Twin prime

A twin prime is a prime number that has a prime gap of two, in other words, differs from another prime number by two, for example the twin prime pair (41, 43). Sometimes the term twin prime is used for a pair of twin primes; an alternative name for this is prime twin or prime pair.

I have already discussed a method to determine whether a given integer is prime or not (primality test) in my earlier post “Prime time“. I would be using the function discussed in the earlier post for primality test. The logic of the program is essentially to test whether or not the number and the number obtained by adding two to it, are both prime numbers or not. The efficiency of the twin prime program is dependent on the efficiency of the primality test function i.e. isPrime() function.

The efficiency can be increased, if we take care to ensure that short circuit evaluation takes place. Short-circuit evaluation, minimal evaluation, or McCarthy evaluation denotes the semantics of some Boolean operators in some programming languages in which the second argument is executed or evaluated only if the first argument does not suffice to determine the value of the expression: when the first argument of the AND function evaluates to false, the overall value must be false; and when the first argument of the OR function evaluates to true, the overall value must be true. In other words do not sore the result of the isPrime() function in seperate boolean variables and then compare it using if statements because then the function isPrime() would be invoked twice. Please note that there is no point in checking primality for (number+2) if the number is not prime.

The Java program to display twin prime or prime pairs between any given range is as follows:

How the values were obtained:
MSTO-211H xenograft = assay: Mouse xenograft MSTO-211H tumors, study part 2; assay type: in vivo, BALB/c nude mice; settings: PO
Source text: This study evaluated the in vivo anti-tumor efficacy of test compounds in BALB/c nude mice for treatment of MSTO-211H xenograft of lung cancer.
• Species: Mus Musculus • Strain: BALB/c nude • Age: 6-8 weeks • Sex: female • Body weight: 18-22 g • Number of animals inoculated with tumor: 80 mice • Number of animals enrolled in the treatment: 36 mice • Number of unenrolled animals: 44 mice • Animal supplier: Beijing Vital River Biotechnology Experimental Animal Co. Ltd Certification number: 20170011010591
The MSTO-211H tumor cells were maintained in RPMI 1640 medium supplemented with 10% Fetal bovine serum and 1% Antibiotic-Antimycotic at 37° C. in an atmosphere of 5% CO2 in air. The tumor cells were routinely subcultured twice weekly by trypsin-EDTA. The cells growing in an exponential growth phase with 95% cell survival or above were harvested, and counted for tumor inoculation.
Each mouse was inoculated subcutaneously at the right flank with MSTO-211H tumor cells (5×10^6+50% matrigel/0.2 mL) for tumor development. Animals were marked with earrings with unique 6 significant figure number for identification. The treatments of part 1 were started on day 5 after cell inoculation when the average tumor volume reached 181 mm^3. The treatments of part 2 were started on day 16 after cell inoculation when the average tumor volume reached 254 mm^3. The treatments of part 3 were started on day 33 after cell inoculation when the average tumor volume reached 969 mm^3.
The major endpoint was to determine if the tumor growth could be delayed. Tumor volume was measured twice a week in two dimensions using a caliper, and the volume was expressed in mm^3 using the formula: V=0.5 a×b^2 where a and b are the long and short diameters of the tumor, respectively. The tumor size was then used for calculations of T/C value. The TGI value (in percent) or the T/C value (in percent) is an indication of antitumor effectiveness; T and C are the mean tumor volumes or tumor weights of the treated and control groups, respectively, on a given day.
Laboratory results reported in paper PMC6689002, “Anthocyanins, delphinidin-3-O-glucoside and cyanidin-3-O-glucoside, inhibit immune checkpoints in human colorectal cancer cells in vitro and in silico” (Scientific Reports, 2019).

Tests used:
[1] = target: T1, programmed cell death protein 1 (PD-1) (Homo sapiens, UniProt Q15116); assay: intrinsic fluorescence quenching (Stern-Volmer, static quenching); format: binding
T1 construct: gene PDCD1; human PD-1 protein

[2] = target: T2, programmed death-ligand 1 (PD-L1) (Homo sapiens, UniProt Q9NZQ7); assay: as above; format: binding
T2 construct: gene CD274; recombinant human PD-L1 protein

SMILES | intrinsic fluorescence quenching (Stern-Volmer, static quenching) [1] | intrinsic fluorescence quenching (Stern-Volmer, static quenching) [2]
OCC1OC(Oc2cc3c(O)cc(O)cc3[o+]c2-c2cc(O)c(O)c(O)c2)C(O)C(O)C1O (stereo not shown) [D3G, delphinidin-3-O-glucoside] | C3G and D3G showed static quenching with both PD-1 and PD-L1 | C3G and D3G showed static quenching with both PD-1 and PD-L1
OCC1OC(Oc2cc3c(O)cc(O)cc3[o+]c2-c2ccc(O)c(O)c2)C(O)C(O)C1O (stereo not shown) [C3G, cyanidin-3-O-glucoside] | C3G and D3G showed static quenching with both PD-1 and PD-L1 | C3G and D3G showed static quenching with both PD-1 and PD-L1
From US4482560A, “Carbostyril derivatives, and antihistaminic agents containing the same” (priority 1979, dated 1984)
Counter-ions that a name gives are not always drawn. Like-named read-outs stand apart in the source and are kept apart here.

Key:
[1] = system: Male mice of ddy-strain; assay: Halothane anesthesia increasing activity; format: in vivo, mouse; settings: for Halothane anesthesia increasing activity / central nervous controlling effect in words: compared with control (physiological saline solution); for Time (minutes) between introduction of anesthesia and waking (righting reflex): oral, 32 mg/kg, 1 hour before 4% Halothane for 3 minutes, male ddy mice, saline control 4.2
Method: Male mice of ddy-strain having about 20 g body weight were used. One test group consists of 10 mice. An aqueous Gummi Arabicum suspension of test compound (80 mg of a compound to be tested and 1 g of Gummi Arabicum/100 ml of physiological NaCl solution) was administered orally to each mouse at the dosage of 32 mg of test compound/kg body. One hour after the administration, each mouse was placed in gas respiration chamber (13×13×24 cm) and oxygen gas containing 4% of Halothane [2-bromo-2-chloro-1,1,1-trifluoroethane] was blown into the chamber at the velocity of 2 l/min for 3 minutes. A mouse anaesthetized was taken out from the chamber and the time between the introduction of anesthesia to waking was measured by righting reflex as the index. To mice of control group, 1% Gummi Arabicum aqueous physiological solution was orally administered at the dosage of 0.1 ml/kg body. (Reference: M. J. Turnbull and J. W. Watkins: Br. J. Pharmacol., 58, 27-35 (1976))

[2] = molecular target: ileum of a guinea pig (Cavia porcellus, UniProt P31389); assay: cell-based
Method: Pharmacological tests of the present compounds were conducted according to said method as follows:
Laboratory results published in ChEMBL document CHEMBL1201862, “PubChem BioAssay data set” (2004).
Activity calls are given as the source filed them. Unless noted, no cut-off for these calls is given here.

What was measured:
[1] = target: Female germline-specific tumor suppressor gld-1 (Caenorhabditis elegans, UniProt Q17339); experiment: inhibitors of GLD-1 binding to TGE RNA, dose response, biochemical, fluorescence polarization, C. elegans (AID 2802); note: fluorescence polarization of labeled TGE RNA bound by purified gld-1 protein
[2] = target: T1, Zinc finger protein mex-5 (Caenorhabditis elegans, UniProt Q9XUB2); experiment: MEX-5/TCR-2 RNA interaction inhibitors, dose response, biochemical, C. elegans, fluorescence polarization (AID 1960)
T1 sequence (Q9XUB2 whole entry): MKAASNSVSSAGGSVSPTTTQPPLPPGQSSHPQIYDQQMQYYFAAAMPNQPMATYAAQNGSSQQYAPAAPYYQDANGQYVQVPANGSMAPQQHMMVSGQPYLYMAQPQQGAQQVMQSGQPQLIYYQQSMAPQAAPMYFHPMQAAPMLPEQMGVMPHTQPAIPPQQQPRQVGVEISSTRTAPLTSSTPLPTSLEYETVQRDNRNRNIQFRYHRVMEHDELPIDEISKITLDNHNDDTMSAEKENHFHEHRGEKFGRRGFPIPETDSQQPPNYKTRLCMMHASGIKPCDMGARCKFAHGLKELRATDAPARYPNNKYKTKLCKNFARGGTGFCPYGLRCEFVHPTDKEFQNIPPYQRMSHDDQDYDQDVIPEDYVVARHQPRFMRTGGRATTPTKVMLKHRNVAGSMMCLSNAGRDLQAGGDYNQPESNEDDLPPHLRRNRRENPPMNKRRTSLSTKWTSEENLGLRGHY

class TwinPrime{
    public static boolean isPrime(int number){
        int factorCount=0;
        if(number<2) return false;
        else if(number==2) return true;
        else if(number%2==0) return false;
        else{
            int limit = (int)Math.sqrt(number);
            for(int i=3; i<=limit;i+=2){
                if(number%i==0){
                    return false;
                }
            }
        }
        return true;
    }
    public static void displayTwinPrime( int from, int to ){
        for( int i=from; i<=to-2; i++ ){
            if( isPrime( i ) && isPrime( i + 2 ) ){
                System.out.println( "(" + i + ", " + (i+2) + ") " );
            }
        }
    }
    public static void main(String args[]){
        displayTwinPrime( 1, 44 );
    }
}

The output of the above program is as follows:

(3, 5) 
(5, 7) 
(11, 13) 
(17, 19) 
(29, 31) 
(41, 43)

As usual, the main function has purposely been kept to minimum and its expected that students will write appropriate input/output statements as per the requirement.

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Vinay Singh

Computer Teacher at Saint John's Academy
I am a GNU/Linux enthusiast and a computer science teacher by profession based at Allahabad, India. My hobbies include reading (mostly computer related stuff) and photography.
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